By contrast, too little attention continues to be paid to the forms of emotional violence - including in parent-child relationships, families, love relationships, partnerships, and in the workplace - that have the potential to traumatize people in their physical, emotional, and social development - especially when occuring during childhood. Emotional violence includes rejection, emotional neglect, insulting remarks, the persistent silent treatment, humiliation, and open demonstrations of hatred, all of which may be experienced as intensely and painfully as physical and sexual violence. Such violence can have long-term and grave effects on the person's emotional, physical, and social well-being. What sorts of factors turn out to be protective? What role do new and important attachment figures play? How can new relationships be built? What do foster and adoptive families need to know in order to assist children in dealing with the effects of previous emotional violence so that they may develop new internal resources and establish secure attachment relationships? What forms of support, counseling, therapy and prevention are helpful to these people? Leading international experts and researchers will report on their experiences and studies, sensitizing us to the problem as a whole and acquainting us with new approaches to treatment.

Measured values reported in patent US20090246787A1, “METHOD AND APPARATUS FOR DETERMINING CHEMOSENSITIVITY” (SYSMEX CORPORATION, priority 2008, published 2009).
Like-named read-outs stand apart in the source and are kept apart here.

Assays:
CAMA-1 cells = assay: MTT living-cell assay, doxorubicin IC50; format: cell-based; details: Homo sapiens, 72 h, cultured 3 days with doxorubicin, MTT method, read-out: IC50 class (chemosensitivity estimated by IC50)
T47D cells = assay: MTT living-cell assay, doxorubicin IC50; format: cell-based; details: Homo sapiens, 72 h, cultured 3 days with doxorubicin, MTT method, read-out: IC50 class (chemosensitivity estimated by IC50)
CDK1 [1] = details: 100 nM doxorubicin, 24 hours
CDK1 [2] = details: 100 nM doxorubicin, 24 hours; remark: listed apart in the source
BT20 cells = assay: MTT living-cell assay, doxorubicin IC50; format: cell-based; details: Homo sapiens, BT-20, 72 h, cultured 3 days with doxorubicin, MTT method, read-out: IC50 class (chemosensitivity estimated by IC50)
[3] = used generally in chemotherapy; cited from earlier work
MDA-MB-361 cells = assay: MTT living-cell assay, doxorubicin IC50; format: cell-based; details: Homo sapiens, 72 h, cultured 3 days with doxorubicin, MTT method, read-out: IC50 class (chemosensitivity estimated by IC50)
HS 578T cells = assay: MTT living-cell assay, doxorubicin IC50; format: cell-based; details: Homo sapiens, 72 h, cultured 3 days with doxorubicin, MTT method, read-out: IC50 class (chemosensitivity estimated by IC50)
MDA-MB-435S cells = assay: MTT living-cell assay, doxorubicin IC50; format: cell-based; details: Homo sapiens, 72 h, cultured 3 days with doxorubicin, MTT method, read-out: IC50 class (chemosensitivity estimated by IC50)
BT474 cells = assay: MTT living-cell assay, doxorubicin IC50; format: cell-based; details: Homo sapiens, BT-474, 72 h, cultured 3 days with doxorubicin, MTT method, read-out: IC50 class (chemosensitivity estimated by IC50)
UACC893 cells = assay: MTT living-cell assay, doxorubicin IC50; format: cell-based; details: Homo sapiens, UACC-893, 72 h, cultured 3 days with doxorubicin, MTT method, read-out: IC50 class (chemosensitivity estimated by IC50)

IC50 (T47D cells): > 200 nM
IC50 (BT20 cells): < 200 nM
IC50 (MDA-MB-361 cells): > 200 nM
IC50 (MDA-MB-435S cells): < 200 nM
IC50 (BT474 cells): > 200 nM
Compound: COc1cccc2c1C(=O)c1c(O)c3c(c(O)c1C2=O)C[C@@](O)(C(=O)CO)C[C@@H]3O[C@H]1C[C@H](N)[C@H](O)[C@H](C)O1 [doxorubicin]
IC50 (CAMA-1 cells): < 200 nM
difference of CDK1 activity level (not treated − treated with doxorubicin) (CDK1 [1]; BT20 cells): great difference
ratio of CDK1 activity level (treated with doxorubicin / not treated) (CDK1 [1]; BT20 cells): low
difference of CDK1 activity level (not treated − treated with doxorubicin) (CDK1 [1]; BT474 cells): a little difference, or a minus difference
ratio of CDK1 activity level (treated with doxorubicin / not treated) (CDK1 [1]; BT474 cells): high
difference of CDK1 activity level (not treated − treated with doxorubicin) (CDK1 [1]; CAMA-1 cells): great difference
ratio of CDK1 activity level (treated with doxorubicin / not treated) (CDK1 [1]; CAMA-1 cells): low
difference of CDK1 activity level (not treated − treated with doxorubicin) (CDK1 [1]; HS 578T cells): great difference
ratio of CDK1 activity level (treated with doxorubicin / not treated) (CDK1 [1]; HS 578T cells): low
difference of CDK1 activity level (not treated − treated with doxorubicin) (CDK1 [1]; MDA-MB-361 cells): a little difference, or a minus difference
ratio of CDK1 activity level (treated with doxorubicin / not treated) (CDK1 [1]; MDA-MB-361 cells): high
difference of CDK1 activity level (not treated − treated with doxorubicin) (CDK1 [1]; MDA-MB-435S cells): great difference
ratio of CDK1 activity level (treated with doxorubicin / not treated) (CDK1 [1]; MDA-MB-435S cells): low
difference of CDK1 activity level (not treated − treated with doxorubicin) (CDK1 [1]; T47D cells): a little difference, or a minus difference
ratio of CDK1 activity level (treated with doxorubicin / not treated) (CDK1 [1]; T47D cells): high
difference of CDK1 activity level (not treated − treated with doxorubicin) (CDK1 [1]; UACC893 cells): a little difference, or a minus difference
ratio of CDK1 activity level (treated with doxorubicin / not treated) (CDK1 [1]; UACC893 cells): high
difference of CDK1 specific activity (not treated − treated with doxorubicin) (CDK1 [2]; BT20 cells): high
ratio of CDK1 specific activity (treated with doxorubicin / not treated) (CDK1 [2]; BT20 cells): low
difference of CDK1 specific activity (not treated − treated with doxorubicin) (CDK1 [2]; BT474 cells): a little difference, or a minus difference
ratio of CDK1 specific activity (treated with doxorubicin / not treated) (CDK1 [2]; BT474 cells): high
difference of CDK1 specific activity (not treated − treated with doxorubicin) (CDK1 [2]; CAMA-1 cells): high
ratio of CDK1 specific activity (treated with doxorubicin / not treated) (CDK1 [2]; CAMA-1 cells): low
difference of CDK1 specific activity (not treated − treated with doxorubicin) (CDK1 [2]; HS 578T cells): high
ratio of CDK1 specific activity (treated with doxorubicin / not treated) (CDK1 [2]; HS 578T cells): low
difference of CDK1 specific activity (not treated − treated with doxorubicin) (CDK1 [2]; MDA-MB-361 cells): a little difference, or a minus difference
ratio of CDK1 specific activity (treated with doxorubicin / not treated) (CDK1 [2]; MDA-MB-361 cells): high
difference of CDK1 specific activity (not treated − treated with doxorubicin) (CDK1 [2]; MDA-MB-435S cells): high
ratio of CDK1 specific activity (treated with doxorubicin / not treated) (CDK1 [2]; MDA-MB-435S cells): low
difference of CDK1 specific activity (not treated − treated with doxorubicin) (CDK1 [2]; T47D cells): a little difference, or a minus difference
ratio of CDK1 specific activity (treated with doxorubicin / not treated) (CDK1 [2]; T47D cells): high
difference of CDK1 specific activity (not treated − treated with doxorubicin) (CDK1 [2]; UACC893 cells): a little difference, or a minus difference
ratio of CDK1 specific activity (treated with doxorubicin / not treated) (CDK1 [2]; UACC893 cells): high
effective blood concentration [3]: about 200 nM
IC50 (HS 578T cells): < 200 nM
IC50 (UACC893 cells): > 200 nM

The conference is aimed at physicians in all the specialties, as well as psychologists, psychotherapists, social workers, educationalists, youth welfare workers, and all who are involved in the diagnosis and treatment of posttraumatic emotional disorders in adults, infants, children and adolescents. Members of professions that treat and support persons of all ages who have become ill after emotional violence are also invited, including midwives, teachers, nurses, remedial teachers, contact supervisors, occupational therapists, speech therapists, physical therapists, pastors, members of the legal professions, politicians, adoptive parents and foster parents.
Conference folder 2016: Download